Case Notes, Deceptively similar?

Case Note – Bugatti GmbH v Shine Forever Men Pty Ltd [2013] FCA 1116

The Applicant was the registered owner of a trade mark registration for the word BUGATTI in several classes including in relation to clothing.

The Respondent imported and sold clothing and accessories by reference to the trade marks BUGATCHI and BUGATCHI UOMO.  It also operated a retail outlet in Melbourne under the name BUGATCHI UOMO.

In issue was:

  1. whether the Respondent had used the impugned marks “as a trade mark“;
  2. whether the impugned marks were deceptively similar to the Applicant’s registered marks; and
  3. whether the Respondent had a defence under s 122(1)(f) or 122(1)(fa) of the Trade Marks Act 1995 (Cth).

Use as a trade mark

The Respondent gave evidence that another company, Bugatchi Uomo Apparel Inc (BUA), was the owner of the impugned marks and that it only used the marks with BUA’s consent and at its direction.  Therefore, it argued, it did not “use” the marks in the relevant sense.  Any use as a trade mark was only by BUA.

This contention is plainly wrong and was quickly dismissed by Tracey J.  By importing and selling goods in Australia bearing the mark BUGATCHI UOMO, the Respondent had used those words as a trade mark.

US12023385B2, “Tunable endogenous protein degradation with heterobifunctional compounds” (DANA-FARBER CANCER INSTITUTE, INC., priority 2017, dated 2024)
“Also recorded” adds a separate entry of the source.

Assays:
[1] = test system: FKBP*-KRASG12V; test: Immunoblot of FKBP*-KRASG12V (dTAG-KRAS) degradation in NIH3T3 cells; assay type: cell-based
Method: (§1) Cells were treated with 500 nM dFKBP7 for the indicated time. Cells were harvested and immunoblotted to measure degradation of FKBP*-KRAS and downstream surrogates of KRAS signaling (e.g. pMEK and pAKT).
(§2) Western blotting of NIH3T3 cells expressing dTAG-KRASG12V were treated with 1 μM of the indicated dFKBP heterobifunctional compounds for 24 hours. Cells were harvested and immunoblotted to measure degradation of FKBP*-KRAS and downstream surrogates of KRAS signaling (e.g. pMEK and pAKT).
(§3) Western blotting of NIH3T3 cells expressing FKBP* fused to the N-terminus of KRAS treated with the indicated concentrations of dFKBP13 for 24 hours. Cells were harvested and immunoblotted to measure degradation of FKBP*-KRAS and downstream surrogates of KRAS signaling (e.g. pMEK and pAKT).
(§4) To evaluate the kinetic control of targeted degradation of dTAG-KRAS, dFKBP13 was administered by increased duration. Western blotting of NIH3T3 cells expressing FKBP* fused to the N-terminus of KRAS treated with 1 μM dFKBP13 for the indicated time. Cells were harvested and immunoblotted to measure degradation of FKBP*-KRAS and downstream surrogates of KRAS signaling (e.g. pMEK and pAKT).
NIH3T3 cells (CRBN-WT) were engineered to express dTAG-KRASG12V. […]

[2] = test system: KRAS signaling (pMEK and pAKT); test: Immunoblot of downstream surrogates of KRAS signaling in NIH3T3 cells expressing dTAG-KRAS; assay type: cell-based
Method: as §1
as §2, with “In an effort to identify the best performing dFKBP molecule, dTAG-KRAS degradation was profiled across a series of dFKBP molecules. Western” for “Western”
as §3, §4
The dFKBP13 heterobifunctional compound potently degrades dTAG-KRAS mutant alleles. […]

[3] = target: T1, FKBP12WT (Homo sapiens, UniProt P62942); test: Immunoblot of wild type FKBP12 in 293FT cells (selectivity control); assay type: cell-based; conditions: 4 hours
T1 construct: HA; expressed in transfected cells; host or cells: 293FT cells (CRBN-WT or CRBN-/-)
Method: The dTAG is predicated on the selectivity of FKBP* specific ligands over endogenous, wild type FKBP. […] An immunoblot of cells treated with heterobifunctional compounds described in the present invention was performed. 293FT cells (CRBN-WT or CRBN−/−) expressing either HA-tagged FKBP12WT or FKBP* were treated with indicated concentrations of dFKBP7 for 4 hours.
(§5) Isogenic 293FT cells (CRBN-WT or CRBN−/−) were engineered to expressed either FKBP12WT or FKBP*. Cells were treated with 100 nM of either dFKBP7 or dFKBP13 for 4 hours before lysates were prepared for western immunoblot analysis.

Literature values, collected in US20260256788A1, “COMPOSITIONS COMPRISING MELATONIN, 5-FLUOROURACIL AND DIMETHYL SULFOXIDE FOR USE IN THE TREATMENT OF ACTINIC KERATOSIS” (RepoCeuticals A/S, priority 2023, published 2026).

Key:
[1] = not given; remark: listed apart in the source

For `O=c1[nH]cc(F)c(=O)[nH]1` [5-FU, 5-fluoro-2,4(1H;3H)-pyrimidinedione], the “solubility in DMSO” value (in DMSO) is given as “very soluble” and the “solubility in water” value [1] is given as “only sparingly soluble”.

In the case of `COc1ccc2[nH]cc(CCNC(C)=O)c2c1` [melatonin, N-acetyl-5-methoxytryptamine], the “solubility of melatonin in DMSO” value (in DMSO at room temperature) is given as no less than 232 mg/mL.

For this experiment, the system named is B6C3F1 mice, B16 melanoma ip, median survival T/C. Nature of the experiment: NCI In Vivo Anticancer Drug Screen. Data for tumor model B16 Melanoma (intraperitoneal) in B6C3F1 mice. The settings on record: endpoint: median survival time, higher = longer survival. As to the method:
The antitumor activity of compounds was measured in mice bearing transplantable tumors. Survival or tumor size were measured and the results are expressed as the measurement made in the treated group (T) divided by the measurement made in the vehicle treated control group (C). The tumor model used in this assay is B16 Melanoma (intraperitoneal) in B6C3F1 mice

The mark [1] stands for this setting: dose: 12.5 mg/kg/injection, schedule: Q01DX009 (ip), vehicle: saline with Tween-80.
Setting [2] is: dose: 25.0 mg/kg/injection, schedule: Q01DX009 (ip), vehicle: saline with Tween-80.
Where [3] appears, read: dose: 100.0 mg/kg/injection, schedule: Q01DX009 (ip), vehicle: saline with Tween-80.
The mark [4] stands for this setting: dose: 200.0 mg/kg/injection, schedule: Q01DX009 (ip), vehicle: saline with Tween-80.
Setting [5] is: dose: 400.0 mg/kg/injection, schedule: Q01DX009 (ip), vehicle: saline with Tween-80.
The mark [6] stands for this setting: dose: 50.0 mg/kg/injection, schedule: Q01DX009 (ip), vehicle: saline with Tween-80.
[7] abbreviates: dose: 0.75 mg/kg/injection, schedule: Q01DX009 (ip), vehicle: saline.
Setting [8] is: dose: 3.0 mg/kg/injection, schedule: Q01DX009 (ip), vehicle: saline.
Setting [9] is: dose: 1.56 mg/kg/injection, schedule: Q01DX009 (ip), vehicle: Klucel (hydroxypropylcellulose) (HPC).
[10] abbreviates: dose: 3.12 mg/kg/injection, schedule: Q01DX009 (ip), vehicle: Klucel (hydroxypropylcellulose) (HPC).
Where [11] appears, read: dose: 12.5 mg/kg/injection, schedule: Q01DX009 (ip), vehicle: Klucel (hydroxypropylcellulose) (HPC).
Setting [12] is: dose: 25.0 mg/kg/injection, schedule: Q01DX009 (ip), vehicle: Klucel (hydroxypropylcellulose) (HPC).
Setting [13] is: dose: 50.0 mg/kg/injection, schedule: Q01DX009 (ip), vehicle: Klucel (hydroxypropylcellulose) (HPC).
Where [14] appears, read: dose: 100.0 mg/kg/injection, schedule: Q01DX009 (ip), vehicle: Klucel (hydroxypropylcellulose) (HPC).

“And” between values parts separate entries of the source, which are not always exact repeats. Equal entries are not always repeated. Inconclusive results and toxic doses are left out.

Deceptive similarity

There was some evidence of actual confusion in the market place.

The Court pointed out that little is to be gained from “a meticulous comparison of the two word marks, letter by letter and syllable by syllable, pronounced with the clarity to be expected from a teacher of elocution.”

It said:

“The test requires an assessment of the response of the hypothetical customer with an imperfect recollection of the applicant’s mark when confronted with the challenged mark.”

Despite the obvious minor differences, Tracey J considered that the marks BUGATTI and BUGATCHI UOMO are sufficiently similar as to cause consumers “to wonder whether it might not be the case that the products bearing the marks … come from the same source… As a result there was a real danger of the creation of the confusion which the legislation is designed to obviate.”

Defences under s 122(1) TMA

The Respondent, not legally represented at trial, contended that BUA had defences available to it pursuant to s 122(1) TMA.  BUA, however, was not a party to the proceeding.  The Respondent itself could not rely upon these provisions and did not contend otherwise.  Reliance on s 122 was therefore misplaced.

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